Apr 02

Why Even Electric Water Heaters Require a TPR Extension Pipe

I recently read a story of a water heating unit that did not have a TPR valve properly installed on it, effectively turning it into a ballistic missile when it malfunctioned:

A Water Heater Can Become an Explosive Missile:

“The steam-powered tank hurtled across the busy intersection at First Avenue South and South 152nd Street — over at least six lanes of traffic — before landing more than 439 feet away in the parking lot of a Pizza Hut. …[the] water heater landed 70 feet from a Kannapolis, North Carolina, home and did an estimated $20,000 worth of damage when it exploded. According to the report, the heater lacked a TPR valve altogether.”

What is a TPR Valve?

Most home owners do not know what a TPR valve is or looks like, let alone the importance of having one. In any event, these little valves should never be capped, sealed shut, or left without having an extension pipe added. In case you aren’t familiar, a TPR valve stands for Temperature Pressure Release Valve. This valve is designed to release water from a water heater if either the temperature is too high or if the pressure is too high. The point is, if pressure builds up in a water heater, the valve releases the pressure by letting water out, as opposed to creating an unpredictable and dangerous exploding missile.

What is a TPR Valve Extension Pipe?

Codes require that an extension tailpipe be added to a TPR valve so that if any pressure builds up and is forced out, then it will not spray accidentally into someone’s face, but will spray towards the floor. The TPR valves are installed either on the top of a unit or on the side of water heaters. The extension tailpipe, also called a discharge pipe, should terminate no more than six inches off of the floor, per building safety codes.

Photo of a TPR valve at top of an electric water heater (in the center):

Photo of a combustion water heater with side TPR valve:

A missing TPR valve extension pipe is one of the more common mistakes found in a home inspection. Recently, when I found a water heater in a home that was recently installed, that did not have a TPR extension pipe, the owner outlined that the plumber had stated that TPR valve extension pipes are not required on electric water heaters. This did not seem correct for a number of reasons. First, if there is no need for any TPR tail pipe on an electric water heater, then this implies that there is no need for a TPR valve at all on such units. However, the Rheem electric water heater in question did have a TPR valve installed on its top (see the first photo, above). Only tank-less, on-demand water heaters come with no TPR valve, because there is no storage tank that can possibly build up pressure.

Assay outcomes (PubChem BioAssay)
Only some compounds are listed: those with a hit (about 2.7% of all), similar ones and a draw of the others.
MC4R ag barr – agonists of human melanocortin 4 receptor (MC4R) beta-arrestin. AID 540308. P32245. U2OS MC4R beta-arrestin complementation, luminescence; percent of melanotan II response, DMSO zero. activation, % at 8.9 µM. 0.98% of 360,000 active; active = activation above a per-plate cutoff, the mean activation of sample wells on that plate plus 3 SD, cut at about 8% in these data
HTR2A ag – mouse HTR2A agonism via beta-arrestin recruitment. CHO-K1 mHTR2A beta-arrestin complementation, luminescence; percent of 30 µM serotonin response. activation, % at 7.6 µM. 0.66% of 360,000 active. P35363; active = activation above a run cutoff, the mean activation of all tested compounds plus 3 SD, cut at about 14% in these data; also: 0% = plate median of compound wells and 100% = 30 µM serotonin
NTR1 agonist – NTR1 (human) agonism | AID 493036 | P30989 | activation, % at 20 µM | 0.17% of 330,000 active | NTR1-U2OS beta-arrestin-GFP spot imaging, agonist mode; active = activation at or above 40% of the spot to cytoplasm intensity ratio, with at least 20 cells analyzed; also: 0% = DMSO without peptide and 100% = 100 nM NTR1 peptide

In order to get some more feedback on the electric Rheem unit, I called the manufacturer. The Rheem technical service assistant told me on the phone that I needed to call the local building code office to find out if it is required by code. However, when I asked for the official advice of Rheem, he said that  TPR valve extension pipes are recommended on all of their water heaters, whether combustion or electric. When you consider that TPR valves release not just based on pressure, but also based on extreme temperature, then this makes all the more sense. When in doubt, it is better to be safe than sorry, especially with regard to such an inexpensive add on.